airplay. He has an extensive list of venues where he has performed at throughout his
career as both a sideman and leader that include: The Great American Music Hall,
Kimballs, Yoshi's, the Concord Jazz Festival, Newport Beach Jazz Party, Glenwood
Springs Festival and tours in Mexico and Germany. “I love the creative possibilities of
playing with other musicians and the interaction that occurs when everybody is listening
and reacting off one another,” shared Rob. “For me there are two kinds of musicians in
the world, those that listen and those that don’t.”
It will not take long to recognize that on “Lasting Impression” Thorsen has surrounded
himself with those musicians that listen: Geoffrey Keezer and Josh Nelson (piano),
Gilbert Castellanos (trumpet and flugelhorn), Ben Wendel (tenor sax and bassoon),
Duncan Moore (drums), John Rekovics (alto flute), and Charlie Chavez (congas). The
diversity of these musicians strengthens Rob’s musical vision of creating a tapestry of
sonic personalities and cultures through the music of recognized jazz greats (Charlie
Parker, John Coltrane, George Gerswin, etc.) along with his own original compositions
that echo the landscapes of Costa Rica. Just like Duke Ellington, Rob’s compositional
approach relies on the qualities of each of the musician’s talents resulting in a cohesive
and unique result. He often leans towards emotional musicianship as opposed to
technical virtuosity, which explains why the music on the CD touches the sensitive
vulnerability of the listener. In the end Rob Thorsen succeeds in delivering a remarkable
“Lasting Impression.”

1) Dexterity – This song was written by the legendary Charlie Parker and showcases
the complexity of Bebop melodic lines. I arranged it with a New Orleans “2nd Line”
groove with a unison bass and trumpet melody and added a shout chorus - featuring
drummer Duncan Moore.
2) Giant Steps - John Coltrane’s classic composition rearranged into a 6/8 Latin feel for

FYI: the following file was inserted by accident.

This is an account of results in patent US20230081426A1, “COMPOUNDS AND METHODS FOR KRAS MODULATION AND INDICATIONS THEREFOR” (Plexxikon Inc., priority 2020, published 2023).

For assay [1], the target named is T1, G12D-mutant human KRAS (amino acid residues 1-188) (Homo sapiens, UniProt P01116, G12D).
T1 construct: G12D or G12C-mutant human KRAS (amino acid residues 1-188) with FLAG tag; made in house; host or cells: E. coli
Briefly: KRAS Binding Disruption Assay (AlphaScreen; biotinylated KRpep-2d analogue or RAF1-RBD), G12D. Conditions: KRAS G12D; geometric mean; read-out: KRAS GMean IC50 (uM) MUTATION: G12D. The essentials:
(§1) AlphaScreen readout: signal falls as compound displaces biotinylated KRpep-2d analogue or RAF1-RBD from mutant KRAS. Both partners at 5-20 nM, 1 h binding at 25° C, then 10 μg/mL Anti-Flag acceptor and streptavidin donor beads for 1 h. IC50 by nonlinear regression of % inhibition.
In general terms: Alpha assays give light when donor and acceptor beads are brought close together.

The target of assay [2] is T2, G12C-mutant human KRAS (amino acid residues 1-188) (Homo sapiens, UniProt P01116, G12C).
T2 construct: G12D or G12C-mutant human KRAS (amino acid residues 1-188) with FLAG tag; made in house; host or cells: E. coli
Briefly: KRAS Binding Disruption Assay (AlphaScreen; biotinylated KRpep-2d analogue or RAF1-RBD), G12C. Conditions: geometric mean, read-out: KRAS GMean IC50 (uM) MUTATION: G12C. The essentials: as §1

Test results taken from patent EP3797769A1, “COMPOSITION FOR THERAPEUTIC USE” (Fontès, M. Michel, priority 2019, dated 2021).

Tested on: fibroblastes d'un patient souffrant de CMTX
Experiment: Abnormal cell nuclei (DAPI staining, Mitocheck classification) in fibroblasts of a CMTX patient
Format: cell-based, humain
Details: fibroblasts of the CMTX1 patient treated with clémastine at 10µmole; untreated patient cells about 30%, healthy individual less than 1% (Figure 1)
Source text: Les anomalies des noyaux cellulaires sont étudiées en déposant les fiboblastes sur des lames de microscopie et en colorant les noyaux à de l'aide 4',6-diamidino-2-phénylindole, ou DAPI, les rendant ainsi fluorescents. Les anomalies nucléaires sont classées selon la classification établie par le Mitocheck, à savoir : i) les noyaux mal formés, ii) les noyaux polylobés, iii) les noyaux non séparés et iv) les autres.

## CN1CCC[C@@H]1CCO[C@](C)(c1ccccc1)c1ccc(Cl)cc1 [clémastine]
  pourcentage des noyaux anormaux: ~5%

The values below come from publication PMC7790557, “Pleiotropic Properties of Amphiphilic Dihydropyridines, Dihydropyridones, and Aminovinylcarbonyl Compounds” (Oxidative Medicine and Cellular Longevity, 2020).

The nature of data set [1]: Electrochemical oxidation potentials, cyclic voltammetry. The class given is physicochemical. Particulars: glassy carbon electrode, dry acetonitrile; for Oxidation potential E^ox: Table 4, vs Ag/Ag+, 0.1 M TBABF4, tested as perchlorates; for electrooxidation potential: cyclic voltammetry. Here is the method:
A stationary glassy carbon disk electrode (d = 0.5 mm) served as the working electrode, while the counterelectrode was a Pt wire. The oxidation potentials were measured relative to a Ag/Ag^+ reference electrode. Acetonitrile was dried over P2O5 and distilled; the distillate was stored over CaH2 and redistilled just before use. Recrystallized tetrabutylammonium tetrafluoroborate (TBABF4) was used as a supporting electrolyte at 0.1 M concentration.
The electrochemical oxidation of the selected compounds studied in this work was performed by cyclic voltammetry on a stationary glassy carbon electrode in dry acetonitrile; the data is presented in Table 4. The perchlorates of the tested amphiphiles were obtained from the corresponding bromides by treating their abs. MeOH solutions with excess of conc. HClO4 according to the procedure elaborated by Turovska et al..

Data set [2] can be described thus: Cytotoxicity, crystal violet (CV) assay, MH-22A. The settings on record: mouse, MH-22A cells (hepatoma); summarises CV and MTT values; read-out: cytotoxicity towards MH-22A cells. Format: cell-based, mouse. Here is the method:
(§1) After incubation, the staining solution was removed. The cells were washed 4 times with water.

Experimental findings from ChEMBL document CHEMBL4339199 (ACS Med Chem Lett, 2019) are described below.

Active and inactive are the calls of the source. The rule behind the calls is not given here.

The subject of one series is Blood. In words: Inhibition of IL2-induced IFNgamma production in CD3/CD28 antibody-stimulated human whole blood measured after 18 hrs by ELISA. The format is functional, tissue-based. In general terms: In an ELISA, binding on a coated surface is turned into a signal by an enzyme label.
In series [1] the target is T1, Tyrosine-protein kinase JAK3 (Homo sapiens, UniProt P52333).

the melody with piano and bass unison figures interspersed within the melody. This
song set a new standard of harmonic sophistication in it’s day and continues to
challenge musicians today.
3) Little Melonae – This is an arrangement I did of one of alto saxophonist Jackie
McLean’s more popular compositions. The melody has a certain melodic “quirkiness”about it that really stands out. It also uses many harmonic devices that were a direct
departure from the more traditional Bebop harmony - Fun Tune!
4) Smile – This has always been one of my favorite songs composed by Charlie
Chaplin for the movie “Modern Times.” It was written in the 1930’s and someone else in
the 1950’s added the lyrics. There is a cool u-tube clip from the movie that is worth
seeing. This is a bass feature, after a rubato intro we go into a slow Latin feel and
modulate thru several different keys to keep it interesting.
5) Milagro Café – In 2007 I went on a family vacation to Costa Rica and made it a goal
to compose for several hours each evening. I was able to come up with the framework
for this song and also “Cigarones.” I found the variety in the Costa Rican landscape
from lush jungle to frenetic cities (and everything in-between) very inspiring.
6) The Man I Love -This is an up-tempo Afro-Cuban arrangement of George
Gershwin’s composition that became famous in the opera “Porgy and Bess.” It features
drummer Duncan Moore and congero Charlie Chavez with a blistering solo by trumpeter
Gilbert Castellanos.
7) Dance of the Freaky Circles – Another of my compositions, this is a high energy 3/4
waltz. This started as a project to write a blues in a major key and morphed elsewhere
but still retains its “blues” roots. The title came from the vibrating blobs of color that
appear on the screen while listening to music files sent over the Internet.
8) Cigarones – The second of my Costa Rican compositions on this recording. It
features a bass and piano ostinato figure and horn arrangements with alto flute,
bassoon and flugelhorn. When we arrived in Costa Rica the cicadas were in full song
and they would crescendo into a triple forte and then diminuendo into a complete
silence. This went on day and night the entire time we were in the capitol, San Jose. It
was the inspiration for this song and a source of sonic irritation for those living in the
9) It’s All Right With Me - A very up-tempo version that features bass melody and
solos by Ben Wendel, Josh Nelson and myself. Although the tempo is fast we kept a
loose floating feeling to the rhythm, which provides more freedom for the soloist and
helps maintain a very interactive element between the musicians.
10) Wish On Us – This is an unaccompanied bass solo that explores several different
key centers. It was inspired by two female street musicians I met while bicycling on Ray
Street in San Diego. One played ukulele and sang while the other one bowed melodies
on a wood saw with a violin bow. I told them I wished I could donate to the “kitty” but
had no money. They replied, “that’s okay, thanks for the “Wish On Us.”